Elphaba is born with green skin, a precocious mind, and a talent for magic. An outcast throughout her childhood in Munchkinland, she finally begins to feel as though she fits in when she enters the University in the Emerald City. While she hones her skills, she discovers that Oz isn't the Utopia it seems. She sets out to protect its unwanted creatures, becoming known as the Wicked Witch along the way.
Narrator John McDonough draws you in to Maguire's magical world of witches and talking animals, making it possible to believe in a land somewhere over the rainbow.
©1995 Gregory Maguire; (P)2000 Recorded Books, LLC
"A staggering feat of wordcraft." (Los Angeles Times)
"McDonough's excellent portrayals of Elphaba's outspoken, gravel-voiced nanny, Glinda's snobbish friends, and the wide-eyed, soft-spoken Dorothy make this excursion to Oz worthwhile." (Publishers Weekly)
I got this book because I love the Broadway version. I was very surprised at the extent of the "foul" language... I was quite surprised, because he has such a great vocabulary. I would have expected more creativity in the "bad" words. Many explicit and suggestive scenes in the story, making for some interesting sub-texts. I did enjoy the thorough was the characters were developed, although some parts did seem excessively long. The narrator was very good and didn't get in the way of the story as some narrators do.
I found Wicked facinating. The author managed to make Oz a complex land. The narrator was terrific - can't imagine the book being read by anyone else. However, I didn't care for the sexual content. It was sometimes perverted, but never graphic. Saw no reason for some of the sexual references & scenes. ALso, I wish that characters had been better developed.
The book as a whole was disturbing. It was occassionally funny and often depressing. I wasn't expecting a "FUN!" read, but some of the brutal things that happened were over the top from my POV. Overall, this was a good & highly imaginative book, and I recommend it with reservations.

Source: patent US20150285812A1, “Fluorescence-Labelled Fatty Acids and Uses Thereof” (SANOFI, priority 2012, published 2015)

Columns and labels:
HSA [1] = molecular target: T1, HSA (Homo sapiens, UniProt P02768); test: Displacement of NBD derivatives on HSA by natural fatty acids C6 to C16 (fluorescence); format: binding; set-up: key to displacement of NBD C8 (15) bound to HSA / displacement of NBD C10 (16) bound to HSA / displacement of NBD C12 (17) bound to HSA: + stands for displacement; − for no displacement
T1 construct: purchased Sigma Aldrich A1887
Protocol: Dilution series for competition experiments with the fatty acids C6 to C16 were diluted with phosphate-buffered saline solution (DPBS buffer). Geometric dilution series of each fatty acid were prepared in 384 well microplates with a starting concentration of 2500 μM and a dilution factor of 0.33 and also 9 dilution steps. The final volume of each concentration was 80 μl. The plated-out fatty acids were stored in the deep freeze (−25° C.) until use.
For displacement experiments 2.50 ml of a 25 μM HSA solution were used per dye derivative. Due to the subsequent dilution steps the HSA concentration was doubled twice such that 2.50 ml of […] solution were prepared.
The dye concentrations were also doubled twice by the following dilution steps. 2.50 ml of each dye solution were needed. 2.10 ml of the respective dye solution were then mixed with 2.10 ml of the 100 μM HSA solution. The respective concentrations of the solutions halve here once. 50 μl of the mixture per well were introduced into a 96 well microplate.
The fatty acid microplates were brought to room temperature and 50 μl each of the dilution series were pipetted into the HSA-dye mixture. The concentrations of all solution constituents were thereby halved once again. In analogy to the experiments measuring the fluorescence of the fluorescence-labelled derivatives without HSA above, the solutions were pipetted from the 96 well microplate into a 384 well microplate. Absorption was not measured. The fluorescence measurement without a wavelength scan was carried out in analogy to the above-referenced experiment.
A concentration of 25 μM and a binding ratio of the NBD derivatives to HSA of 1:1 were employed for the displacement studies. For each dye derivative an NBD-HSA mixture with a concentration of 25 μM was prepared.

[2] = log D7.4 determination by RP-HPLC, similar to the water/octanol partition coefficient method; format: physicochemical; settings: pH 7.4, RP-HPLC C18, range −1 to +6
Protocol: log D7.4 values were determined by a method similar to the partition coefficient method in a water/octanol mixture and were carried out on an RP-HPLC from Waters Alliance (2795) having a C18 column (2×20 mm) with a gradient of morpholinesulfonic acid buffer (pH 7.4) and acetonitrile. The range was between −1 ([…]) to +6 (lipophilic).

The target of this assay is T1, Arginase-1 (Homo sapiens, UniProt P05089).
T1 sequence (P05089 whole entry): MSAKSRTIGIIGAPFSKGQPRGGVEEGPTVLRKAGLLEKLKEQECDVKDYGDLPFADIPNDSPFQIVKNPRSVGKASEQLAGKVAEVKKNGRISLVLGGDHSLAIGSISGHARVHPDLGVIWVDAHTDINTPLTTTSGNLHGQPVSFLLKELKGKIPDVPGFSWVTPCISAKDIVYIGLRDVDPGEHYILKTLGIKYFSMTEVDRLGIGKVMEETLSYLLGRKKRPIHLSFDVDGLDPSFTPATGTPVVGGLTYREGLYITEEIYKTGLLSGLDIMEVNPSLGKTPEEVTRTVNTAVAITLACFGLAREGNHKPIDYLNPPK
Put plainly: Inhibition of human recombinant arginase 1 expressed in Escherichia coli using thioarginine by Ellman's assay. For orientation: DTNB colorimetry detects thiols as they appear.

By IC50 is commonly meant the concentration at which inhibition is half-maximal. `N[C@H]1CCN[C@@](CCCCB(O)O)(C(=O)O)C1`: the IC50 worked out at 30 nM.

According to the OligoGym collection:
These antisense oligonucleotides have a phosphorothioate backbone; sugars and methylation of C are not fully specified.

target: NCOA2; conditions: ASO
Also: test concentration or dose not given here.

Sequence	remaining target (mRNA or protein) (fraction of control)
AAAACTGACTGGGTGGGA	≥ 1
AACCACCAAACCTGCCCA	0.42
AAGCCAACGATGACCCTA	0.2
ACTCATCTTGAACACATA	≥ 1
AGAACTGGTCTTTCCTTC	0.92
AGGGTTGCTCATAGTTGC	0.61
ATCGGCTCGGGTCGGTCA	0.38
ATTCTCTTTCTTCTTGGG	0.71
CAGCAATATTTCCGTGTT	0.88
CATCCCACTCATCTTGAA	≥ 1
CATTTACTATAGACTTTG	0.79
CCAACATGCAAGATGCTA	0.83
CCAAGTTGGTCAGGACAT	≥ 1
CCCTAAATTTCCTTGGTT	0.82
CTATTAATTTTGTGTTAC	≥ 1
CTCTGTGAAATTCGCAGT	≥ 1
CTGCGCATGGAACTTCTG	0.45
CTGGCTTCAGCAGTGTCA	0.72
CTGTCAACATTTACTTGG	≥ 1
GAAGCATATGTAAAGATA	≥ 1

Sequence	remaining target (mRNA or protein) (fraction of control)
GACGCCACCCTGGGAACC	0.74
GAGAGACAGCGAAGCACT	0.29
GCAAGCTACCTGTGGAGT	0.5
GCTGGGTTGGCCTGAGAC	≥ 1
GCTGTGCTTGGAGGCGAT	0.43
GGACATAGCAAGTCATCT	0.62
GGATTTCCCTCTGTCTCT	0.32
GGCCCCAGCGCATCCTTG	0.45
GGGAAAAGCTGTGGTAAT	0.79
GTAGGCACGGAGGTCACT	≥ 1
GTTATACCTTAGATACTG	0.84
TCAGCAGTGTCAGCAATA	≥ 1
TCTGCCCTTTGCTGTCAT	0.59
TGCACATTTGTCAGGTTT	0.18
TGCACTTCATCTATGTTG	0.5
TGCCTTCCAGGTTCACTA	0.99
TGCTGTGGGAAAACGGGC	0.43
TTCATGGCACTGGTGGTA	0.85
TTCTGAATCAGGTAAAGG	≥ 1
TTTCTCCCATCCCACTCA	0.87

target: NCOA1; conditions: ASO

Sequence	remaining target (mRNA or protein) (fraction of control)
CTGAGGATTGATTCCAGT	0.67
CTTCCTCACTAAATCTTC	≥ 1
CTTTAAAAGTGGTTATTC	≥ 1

I really don't get all the stellar reviews on this book. I mean if you take a look at the good ones, they either fairly vague on what is "good" about the story or look more like a synopsis. I was interested due to the popularity of the musical and how this was suppose to be another point of view of the story, but I couldn't help but continually get bored and sometimes disgusted. I never cared about the characters, not even Elphaba (and most of them were extraordinarily annoying) probably because I couldn't relate to anybody. I constantly felt like I was some bystander being thrust around to just be left behind scratching my head or my thoughts wondering off. I just thought it strange for the author to create this world of what I picture to be like our 1800s where there is formality and old-fashioned ways to also go into rather gross detail of all the sexual encounters (not even arousing either - just trash so don't get excited) including beastiality that were just pointless to the story - so not for kids AT ALL. So much of what happened was either not explained and just seemed to happen with the author, I guess, assuming that we could immediately understand his version of the culture of Oz, just a lot of implied occurrences and confusion. So I didn't think it was well written at all. But if anything, this would take the cake on being way too long, I just couldn't finish it and I don't think I ever will. Plus it got old with the authors pretentious rant on politics and religion. Rather than the story being a soapbox for the author, maybe he should have spent more time making sure the story was actually interesting and made sense. Don't waste your money or credit.